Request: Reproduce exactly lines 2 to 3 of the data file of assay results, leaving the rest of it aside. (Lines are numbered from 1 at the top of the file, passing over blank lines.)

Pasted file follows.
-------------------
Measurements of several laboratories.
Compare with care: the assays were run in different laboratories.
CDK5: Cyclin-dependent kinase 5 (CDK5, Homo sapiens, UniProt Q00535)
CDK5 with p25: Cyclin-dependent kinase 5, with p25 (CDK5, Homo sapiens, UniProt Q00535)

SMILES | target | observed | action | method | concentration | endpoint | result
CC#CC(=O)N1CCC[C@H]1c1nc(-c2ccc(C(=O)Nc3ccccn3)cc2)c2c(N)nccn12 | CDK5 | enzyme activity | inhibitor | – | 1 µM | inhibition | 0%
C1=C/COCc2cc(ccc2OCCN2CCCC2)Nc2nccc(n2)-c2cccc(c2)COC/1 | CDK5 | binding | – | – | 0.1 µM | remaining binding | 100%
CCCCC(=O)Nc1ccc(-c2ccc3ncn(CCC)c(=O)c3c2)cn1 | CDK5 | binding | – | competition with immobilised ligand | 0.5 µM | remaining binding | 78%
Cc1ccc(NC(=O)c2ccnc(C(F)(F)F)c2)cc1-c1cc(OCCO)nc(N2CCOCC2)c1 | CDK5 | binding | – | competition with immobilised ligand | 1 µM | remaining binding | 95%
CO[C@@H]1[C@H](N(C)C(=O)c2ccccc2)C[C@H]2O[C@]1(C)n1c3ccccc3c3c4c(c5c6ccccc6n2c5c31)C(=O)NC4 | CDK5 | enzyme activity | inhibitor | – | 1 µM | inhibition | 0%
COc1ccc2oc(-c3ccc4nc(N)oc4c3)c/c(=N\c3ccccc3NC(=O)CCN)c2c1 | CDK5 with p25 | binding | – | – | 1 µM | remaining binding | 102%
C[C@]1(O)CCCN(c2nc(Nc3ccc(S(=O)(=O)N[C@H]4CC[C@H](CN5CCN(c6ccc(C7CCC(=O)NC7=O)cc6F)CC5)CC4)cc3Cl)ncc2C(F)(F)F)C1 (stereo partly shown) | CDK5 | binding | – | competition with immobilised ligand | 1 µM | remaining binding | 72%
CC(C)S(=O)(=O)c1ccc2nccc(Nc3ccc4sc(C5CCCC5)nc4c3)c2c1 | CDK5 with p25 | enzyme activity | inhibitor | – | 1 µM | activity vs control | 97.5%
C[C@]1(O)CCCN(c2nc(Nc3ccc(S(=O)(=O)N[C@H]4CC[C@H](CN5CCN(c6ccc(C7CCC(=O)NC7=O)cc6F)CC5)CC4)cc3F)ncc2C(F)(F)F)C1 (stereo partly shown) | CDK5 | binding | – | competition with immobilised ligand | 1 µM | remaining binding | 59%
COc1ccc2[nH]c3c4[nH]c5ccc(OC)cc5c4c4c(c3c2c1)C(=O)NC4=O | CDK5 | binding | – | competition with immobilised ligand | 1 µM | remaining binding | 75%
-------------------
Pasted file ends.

Compare with care: the assays were run in different laboratories.
CDK5: Cyclin-dependent kinase 5 (CDK5, Homo sapiens, UniProt Q00535)